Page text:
Elderly residents at council-owned flats are getting extra care as part of Auckland Council's response to the Covid-19 virus, with 28 confirmed cases across the country.

Auckland councillors received an update by officers on measures to address the virus at this morning's finance committee, with several expressing concern for the elderly and the mental wellbeing of Aucklanders.

This followed a briefing on the council's finances, which councillor Shane Henderson said are solid and in a good space for council to make prudent, but hard decisions to protect the city's communities and to recover.

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"We are backing our approach but we have to be ready to move with the times," said Mayor Phil Goff who yesterday told the Herald the virus could reduce council revenue by $100 million or more.

Starting immediately, Goff said, finance committee meetings will double in frequency, ensuring councillors can effectively represent the views of their communities in making critical decisions around expenditure during these extraordinary times.

Finance committee chairwoman Desley Simpson said efficiency gains from council's Value for Money programme "mean we are in a good position to absorb financial pressure, but there is no doubt that as a city we will face some difficult decisions in coming months.

"Our finance team is working around the clock to prepare for all scenarios, and councillors are working closely with officials to ensure the resilience of our essential services," she said.

Ian Maxwell, council's director of executive programmes, said as well as the cancellation of many council events, fewer people are attending swimming pools, council gyms and libraries. Consenting activity was slowing and supply issues were starting to affect the building industry, he said.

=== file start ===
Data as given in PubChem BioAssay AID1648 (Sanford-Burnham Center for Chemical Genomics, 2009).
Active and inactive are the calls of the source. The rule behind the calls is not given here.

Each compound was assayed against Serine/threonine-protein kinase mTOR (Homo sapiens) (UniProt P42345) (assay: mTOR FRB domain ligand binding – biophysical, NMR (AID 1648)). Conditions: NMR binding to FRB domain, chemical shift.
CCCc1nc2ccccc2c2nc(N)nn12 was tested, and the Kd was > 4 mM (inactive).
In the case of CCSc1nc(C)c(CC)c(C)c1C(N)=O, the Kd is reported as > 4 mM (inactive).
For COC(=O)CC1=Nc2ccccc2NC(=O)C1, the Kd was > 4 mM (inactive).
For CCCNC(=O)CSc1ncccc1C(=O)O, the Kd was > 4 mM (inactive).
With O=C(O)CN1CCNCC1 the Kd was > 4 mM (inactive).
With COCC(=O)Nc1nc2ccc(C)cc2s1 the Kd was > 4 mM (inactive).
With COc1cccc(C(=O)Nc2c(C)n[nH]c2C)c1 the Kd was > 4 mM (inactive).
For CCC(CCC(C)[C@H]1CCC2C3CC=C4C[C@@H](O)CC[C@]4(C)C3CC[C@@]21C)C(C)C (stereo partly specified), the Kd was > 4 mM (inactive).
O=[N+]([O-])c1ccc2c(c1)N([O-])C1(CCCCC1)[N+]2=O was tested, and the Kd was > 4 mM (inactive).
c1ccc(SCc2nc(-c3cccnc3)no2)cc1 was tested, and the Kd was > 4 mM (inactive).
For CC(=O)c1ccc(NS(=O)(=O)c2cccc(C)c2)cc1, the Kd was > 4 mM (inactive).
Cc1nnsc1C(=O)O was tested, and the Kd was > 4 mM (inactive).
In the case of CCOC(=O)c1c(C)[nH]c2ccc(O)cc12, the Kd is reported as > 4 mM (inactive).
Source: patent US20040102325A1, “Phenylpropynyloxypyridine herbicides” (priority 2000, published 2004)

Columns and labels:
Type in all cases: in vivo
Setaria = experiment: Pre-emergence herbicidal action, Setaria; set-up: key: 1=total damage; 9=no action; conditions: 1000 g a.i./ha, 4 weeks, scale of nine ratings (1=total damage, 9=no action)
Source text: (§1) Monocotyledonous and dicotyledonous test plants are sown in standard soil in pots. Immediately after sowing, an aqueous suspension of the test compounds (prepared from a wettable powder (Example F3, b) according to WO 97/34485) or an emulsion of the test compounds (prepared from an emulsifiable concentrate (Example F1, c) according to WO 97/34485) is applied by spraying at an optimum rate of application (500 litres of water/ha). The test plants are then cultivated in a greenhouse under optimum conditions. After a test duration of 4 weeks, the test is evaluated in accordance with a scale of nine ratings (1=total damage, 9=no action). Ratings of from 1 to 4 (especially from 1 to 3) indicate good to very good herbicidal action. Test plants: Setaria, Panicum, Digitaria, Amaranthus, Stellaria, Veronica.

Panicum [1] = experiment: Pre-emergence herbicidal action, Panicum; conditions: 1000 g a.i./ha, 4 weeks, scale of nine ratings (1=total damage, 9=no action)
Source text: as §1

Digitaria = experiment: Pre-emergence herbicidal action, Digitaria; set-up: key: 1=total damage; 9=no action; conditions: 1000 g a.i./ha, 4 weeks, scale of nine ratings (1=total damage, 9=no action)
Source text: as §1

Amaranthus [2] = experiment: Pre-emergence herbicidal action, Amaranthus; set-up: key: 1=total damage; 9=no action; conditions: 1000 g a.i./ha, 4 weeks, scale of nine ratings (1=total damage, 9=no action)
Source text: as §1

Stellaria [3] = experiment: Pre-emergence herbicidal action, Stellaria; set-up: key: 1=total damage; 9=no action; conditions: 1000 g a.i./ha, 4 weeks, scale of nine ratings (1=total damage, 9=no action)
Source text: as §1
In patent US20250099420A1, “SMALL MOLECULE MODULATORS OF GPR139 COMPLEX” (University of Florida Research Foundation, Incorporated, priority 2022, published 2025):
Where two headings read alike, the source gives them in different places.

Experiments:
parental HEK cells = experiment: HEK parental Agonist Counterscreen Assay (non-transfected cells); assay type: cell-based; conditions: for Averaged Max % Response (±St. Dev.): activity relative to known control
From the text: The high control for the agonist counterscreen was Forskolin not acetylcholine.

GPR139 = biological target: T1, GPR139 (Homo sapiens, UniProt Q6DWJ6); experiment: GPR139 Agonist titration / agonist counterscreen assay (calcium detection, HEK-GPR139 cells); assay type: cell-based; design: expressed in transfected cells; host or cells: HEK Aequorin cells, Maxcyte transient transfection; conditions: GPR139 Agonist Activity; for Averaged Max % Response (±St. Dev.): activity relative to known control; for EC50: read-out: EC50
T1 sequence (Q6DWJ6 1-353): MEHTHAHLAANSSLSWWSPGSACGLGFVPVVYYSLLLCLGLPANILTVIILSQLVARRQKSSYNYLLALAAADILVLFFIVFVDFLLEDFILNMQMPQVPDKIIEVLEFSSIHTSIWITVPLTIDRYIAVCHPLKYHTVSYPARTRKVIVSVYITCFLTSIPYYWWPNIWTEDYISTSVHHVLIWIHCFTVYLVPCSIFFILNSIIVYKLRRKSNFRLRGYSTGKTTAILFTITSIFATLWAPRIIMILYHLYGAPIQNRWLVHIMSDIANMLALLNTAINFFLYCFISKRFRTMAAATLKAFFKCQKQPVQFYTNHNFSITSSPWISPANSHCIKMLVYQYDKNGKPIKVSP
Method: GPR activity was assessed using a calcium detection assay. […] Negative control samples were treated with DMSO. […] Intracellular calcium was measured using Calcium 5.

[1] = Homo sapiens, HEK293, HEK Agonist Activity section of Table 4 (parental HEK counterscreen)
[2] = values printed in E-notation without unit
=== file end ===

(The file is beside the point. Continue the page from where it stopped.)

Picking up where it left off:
There are now 55 council staff in isolation, up from 50 yesterday. Plans are in place for 6000 council staff to work from home, with the ability for 10,000 staff to work remotely.

"We just don't know the impact. We know it is happening on the edge. We can see it. We just don't know the extent of it," Maxwell said.

To concerns from councillor Josephine Bartley and others about the impact on the elderly, Maxwell said care is being stepped up for the elderly in council care.


He said mental health was an issue for the Ministry of Health, which council was looking to as the lead agency on health issues.

Councillor Richard Hills said mental health was going to be and is already a very difficult issue for many council staff who may not be used to pressure.

"I want us to keep putting that collective hug, but not a physical hug, around each other and just acknowledge when we are feeling stressed or whatever, just sit back for five minutes," said Hills.